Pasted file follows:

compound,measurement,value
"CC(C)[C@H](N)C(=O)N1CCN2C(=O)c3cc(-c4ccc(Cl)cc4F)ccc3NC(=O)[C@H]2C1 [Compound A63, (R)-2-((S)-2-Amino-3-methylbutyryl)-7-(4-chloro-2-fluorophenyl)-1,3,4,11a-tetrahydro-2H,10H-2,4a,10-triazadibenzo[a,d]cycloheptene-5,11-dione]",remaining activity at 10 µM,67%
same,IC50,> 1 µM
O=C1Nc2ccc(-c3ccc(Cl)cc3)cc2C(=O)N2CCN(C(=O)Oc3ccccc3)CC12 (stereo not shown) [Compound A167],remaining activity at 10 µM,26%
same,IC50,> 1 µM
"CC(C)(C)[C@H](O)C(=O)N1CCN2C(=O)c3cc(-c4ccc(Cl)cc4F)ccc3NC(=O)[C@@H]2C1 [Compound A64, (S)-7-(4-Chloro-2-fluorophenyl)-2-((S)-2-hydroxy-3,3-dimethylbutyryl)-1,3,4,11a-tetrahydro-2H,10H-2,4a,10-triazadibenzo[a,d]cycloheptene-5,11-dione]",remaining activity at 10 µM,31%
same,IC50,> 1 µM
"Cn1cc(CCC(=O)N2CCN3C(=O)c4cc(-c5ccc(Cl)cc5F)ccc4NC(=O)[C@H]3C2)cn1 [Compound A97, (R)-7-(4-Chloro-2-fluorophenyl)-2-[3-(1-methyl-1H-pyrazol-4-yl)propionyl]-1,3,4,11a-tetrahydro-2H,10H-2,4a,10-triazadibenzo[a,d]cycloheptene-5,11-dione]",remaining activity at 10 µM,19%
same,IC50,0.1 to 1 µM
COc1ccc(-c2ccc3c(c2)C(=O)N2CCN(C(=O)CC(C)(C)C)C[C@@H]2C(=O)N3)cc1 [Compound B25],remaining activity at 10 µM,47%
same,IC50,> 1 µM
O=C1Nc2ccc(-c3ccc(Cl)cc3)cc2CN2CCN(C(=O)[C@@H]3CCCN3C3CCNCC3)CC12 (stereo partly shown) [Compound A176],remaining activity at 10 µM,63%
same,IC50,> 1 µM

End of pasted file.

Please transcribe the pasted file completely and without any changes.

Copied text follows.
compound,measurement,value
"CC(C)[C@H](N)C(=O)N1CCN2C(=O)c3cc(-c4ccc(Cl)cc4F)ccc3NC(=O)[C@H]2C1 [Compound A63, (R)-2-((S)-2-Amino-3-methylbutyryl)-7-(4-chloro-2-fluorophenyl)-1,3,4,11a-tetrahydro-2H,10H-2,4a,10-triazadibenzo[a,d]cycloheptene-5,11-dione]",remaining activity at 10 µM,67%
same,IC50,> 1 µM
O=C1Nc2ccc(-c3ccc(Cl)cc3)cc2C(=O)N2CCN(C(=O)Oc3ccccc3)CC12 (stereo not shown) [Compound A167],remaining activity at 10 µM,26%
same,IC50,> 1 µM
"CC(C)(C)[C@H](O)C(=O)N1CCN2C(=O)c3cc(-c4ccc(Cl)cc4F)ccc3NC(=O)[C@@H]2C1 [Compound A64, (S)-7-(4-Chloro-2-fluorophenyl)-2-((S)-2-hydroxy-3,3-dimethylbutyryl)-1,3,4,11a-tetrahydro-2H,10H-2,4a,10-triazadibenzo[a,d]cycloheptene-5,11-dione]",remaining activity at 10 µM,31%
same,IC50,> 1 µM
"Cn1cc(CCC(=O)N2CCN3C(=O)c4cc(-c5ccc(Cl)cc5F)ccc4NC(=O)[C@H]3C2)cn1 [Compound A97, (R)-7-(4-Chloro-2-fluorophenyl)-2-[3-(1-methyl-1H-pyrazol-4-yl)propionyl]-1,3,4,11a-tetrahydro-2H,10H-2,4a,10-triazadibenzo[a,d]cycloheptene-5,11-dione]",remaining activity at 10 µM,19%
same,IC50,0.1 to 1 µM
COc1ccc(-c2ccc3c(c2)C(=O)N2CCN(C(=O)CC(C)(C)C)C[C@@H]2C(=O)N3)cc1 [Compound B25],remaining activity at 10 µM,47%
same,IC50,> 1 µM
O=C1Nc2ccc(-c3ccc(Cl)cc3)cc2CN2CCN(C(=O)[C@@H]3CCCN3C3CCNCC3)CC12 (stereo partly shown) [Compound A176],remaining activity at 10 µM,63%
same,IC50,> 1 µM